Sonic Magic at the S.F. Tape Music Festival

Giacomo Fiore on January 7, 2019
S.F. Tape Music Festival Marquee Credit: Matt Ingalls/S.F. Tape Music Festival

There’s something magical about listening to spatialized electronic music in the dark. Time behaves a little unpredictably — long pieces don’t seem quite as strenuous, while short ones occupy a much greater span than anticipated. Deprived of visual distractions, my mind often made up its own, with sounds and movement taking up colorful shapes behind my closed eyes, evocative narratives and atmosphere arising even from the most austere and abstract selections.

The impeccable audio production quality and overall care given to the presentation of each selection by the San Francisco Tape Music Festival crew (happily in business since 1999) served as a kind of polish, smoothing out immediate difference in aesthetics between pieces from 50 years ago and much more recent productions.

Nothing sounded dated or obsolete, despite the vertiginous changes in technology that have occurred between the early days of the genre and the present. Unlike past iterations of the festival there was no portrait or thematic night this year: Classic pieces by Morton Subotnick, Eliane Radigue, Bernard Parmegiani, Anthony Gnazzo, James Tenney, François Bayle, Jon Appleton, and the Beatles (all composed or debuted in 1969) mingled with contributions from the U.S., Canada, Latin America, and Europe to create a varied, balanced, and convincing presentation.

I attended the free, late show on Saturday night, which attracted a mix of experimental music diehards and a few unsuspecting stragglers. The evening featured a pair of drone and process pieces in just intonation: Auric Blade by Kris Force and Glass by Larry Polansky. Both pieces created luminous spaces that greatly benefitted from the surround diffusion of the festival. Radigue’s Usral (a contraction of the French phrase for “slowed-down ultrasounds), which closed the night, served as a fitting bookend with its warm, ecstatic exploration of the “grains” of stretched-out feedback howls.

Pauline Oliveros | Credit: The Center for Contemporary Music Archives, Mills College

There was plenty of aesthetic contrast too, both successful and not. Some pieces, though cinematic, seemed to try a little too hard at securing a place in a future Dolby-THX demo reel. I enjoyed Raub Roy’s whimsical QTπ, with its more active beat-based rhythms, and Rob Hamilton’s touching tribute to Pauline Oliveros, One who lives near the olive tree, which tipped the hat to the late electronic-music pioneer through an exploration of gliding, close-tuned pitches, which eventually gave way to a crackling display of electrostatic fireworks.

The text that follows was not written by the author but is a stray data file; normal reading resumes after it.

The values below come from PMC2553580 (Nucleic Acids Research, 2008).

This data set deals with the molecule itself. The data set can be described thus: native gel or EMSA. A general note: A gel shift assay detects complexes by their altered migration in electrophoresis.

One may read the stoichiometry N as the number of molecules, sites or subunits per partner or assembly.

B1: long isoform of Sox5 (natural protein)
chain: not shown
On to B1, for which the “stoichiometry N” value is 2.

Sunday night presented a similarly structured program, culminating in Subotnick’s 30-minute Touch — a recording commissioned to showcase Columbia Records then state-of-the-art SQ quadraphonic system in 1969. Improvisatory and virtuosic in nature, it showcases Subotnick’s affinity with the Buchla modular system (electronic synthesizer instrument); resonant passagework reminiscent of muted gongs, the classic low-pass gate, and otherworldly marimbas was followed by a subdued and moving closing section, a kind of sweet heterophonic chorale from another world. The other historical pieces for the evening were Anthony Gnazzo’s Population Explosion — excerpted to a mere five minutes from the original “infinite” release on closed-groove loop, yet equally exhilarating in its simplicity and wit; and a collage of two of Parmegiani’s own classic/pop music collages, Du Pop À L’âne and Pop’éclectic, in which Stravinsky, Bartok, Messiaen, and Stockhausen (suitably in elektronische form) are pasted alongside the Doors and Frank Zappa for a delightful whirlwind of mid-century postmodernism.

Morton Subotnick | Credit: Bonnie Perkinson

The wildest sounds of the night came from Fernando Lopez-Lezcano’s Hot’n Cold, a 1991 composition exploring contradictory and ever-changing sonic states, including seemingly impossible resonance sweeps and frequency modulations that truly deserved the often misattributed characterization of “space sounds.” It was one of those rare treats in which I could say I had never heard anything quite like that before.

Such are the rewards of the San Francisco Tape Music Festival, which continues to offer uncompromising yet worthwhile explorations of electronic sound through time, geography, and practice. Kudos to the curating team of Joseph Anderson, Thom Blum, Cliff Caruthers, Kent Jolly, Maggi Payne, and Matt Ingalls, who might have broken the second or third rule of the festival when he joined his own piece with a live improvisation on violin and clarinet — the tape-music police have been alerted and decided to let him off with a warning, but just this once.